Findings from two studies presented at the Experimental Biology 2018 annual meeting in San Diego show that consuming dark chocolate that has a high concentration of cacao (minimally 70% cacao, 30% organic cane sugar) has positive effects on stress levels, inflammation, mood, memory and immunity. While it is well known that cacao is a major source of flavonoids, this is the first time the effect has been studied in human subjects to determine how it can support cognitive, endocrine and cardiovascular health.

Dr. Lee S. Berk, associate dean of research affairs, School of Allied Health Professions and a researcher in psychoneuroimmunology and food science from Loma Linda University, served as principal investigator on both studies.

“For years, we have looked at the influence of dark chocolate on neurological functions from the standpoint of sugar content – the more sugar, the happier we are,” Berk said. “This is the first time that we have looked at the impact of large amounts of cacao in doses as small as a regular-sized chocolate bar in humans over short or long periods of time and are encouraged by the findings. These studies show us that the higher the concentration of cacao, the more positive the impact on cognition, memory, mood, immunity and other beneficial effects.”

The flavonoids found in cacao are extremely potent antioxidants and anti-inflammatory agents, with known mechanisms beneficial for brain and cardiovascular health. The following results were presented during the Experimental Biology 2018 meeting:

  • Dark Chocolate (70% Cacao) Effects Human Gene Expression
  • Cacao Regulates Cellular Immune Response, Neural Signaling, and Sensory Perception

This pilot feasibility experimental trial examined the impact of 70 percent cacao chocolate consumption on human immune and dendritic cell gene expression, with focus on pro- and anti-inflammatory cytokines. Study findings show cacao consumption up-regulates multiple intracellular signaling pathways involved in T-cell activation, cellular immune response and genes involved in neural signaling and sensory perception – the latter potentially associated with the phenomena of brain hyper-plasticity.

Dark Chocolate (70% Organic Cacao) Increases Acute and Chronic EEG Power Spectral Density (μv2) Response of Gamma Frequency (25-40Hz) for Brain Health: Enhancement of Neuroplasticity, Neural Synchrony, Cognitive Processing, Learning, Memory, Recall, and Mindfulness Meditation.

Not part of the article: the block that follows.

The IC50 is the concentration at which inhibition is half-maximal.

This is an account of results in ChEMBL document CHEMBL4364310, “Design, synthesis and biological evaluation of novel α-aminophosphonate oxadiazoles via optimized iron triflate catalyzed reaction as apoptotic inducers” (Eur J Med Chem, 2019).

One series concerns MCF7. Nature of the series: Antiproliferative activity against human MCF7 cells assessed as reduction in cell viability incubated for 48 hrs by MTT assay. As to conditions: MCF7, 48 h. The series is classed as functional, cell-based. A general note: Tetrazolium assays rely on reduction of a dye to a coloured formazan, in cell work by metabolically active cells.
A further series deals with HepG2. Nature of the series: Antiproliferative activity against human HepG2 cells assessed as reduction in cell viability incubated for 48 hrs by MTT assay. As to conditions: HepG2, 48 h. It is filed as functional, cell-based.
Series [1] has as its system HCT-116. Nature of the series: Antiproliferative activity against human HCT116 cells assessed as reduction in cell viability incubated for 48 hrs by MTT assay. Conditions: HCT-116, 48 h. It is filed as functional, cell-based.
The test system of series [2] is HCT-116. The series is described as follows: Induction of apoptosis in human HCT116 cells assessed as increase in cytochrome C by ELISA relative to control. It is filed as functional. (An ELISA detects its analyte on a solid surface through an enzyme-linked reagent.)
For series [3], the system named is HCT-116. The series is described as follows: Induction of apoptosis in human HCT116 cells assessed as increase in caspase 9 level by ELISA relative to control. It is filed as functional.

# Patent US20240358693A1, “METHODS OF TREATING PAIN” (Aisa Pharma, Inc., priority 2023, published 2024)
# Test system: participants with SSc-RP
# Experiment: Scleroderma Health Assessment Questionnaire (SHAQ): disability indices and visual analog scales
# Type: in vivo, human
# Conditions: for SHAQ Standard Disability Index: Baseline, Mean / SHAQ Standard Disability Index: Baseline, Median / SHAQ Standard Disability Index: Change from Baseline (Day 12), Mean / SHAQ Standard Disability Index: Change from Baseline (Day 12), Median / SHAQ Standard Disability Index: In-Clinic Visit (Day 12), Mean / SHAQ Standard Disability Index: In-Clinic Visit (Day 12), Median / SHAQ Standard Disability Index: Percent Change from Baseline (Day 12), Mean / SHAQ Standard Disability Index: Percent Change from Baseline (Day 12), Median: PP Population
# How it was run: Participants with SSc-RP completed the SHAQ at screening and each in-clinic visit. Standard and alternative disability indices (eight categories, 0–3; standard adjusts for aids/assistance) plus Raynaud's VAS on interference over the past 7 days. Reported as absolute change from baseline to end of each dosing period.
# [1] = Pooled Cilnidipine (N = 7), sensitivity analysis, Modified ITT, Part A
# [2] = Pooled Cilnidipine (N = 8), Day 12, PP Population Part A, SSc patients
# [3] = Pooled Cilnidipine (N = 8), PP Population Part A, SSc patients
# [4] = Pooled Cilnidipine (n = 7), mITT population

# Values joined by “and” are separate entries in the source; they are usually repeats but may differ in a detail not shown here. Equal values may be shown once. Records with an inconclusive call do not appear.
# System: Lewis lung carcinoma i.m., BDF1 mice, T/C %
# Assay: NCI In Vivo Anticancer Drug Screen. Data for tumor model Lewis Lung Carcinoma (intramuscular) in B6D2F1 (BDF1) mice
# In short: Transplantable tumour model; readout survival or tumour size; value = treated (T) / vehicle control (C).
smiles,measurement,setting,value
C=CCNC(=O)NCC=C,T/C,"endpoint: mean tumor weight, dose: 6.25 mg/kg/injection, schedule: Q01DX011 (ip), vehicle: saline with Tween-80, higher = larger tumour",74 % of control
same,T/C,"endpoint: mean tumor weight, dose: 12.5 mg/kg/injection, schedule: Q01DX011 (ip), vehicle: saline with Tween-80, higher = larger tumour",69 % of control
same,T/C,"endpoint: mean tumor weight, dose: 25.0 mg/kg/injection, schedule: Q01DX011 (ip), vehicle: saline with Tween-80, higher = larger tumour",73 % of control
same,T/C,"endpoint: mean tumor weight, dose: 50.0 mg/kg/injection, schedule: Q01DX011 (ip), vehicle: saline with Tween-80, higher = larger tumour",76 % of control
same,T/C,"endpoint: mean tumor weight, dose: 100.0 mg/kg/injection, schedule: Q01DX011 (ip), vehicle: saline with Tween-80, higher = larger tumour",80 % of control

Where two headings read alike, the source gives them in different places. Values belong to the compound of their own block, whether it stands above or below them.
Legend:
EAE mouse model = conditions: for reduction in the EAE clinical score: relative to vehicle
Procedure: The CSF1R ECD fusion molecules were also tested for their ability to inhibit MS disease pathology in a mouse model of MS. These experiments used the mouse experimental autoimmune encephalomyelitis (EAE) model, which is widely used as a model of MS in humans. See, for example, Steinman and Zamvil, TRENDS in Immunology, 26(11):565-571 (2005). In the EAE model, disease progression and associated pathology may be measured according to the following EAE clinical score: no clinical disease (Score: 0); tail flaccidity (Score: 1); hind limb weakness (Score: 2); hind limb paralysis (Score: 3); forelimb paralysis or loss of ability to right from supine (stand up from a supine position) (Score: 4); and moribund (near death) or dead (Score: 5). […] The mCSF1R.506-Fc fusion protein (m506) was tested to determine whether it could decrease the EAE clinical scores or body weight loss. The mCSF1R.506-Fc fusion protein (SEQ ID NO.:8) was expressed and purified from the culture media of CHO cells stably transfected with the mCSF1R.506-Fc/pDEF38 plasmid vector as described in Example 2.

This study assessed the electroencephalography (EEG) response to consuming 48 g of dark chocolate (70% cacao) after an acute period of time (30 mins) and after a chronic period of time (120 minutes), on modulating brain frequencies 0-40Hz, specifically beneficial gamma frequency (25-40Hz). Findings show that this superfood of 70 percent cacao enhances neuroplasticity for behavioral and brain health benefits.

Berk said the studies require further investigation, specifically to determine the significance of these effects for immune cells and the brain in larger study populations. Further research is in progress to elaborate on the mechanisms that may be involved in the cause-and-effect brain-behavior relationship with cacao at this high concentration.

Choclatique Premium Dark Chocolate Highest in Flavanols and Antioxidants

Choclatique Q-91—our super-dark, bittersweet, premium chocolate high in cacao mass. It is a unique and complex blend of 23 different premium beans from Central and South America and Asia. When you let Q-91 melt lightly in your mouth to release the essence of ripe cherry and deep chocolate over complex layers of tart citrus, red fruit and roasted nutty notes held up by a solid, silky chocolate base you are getting the benefits that only come from chocolate. This high cacao content, medium-bodied, very intense chocolate is smooth on the palate with a long, bittersweet finish.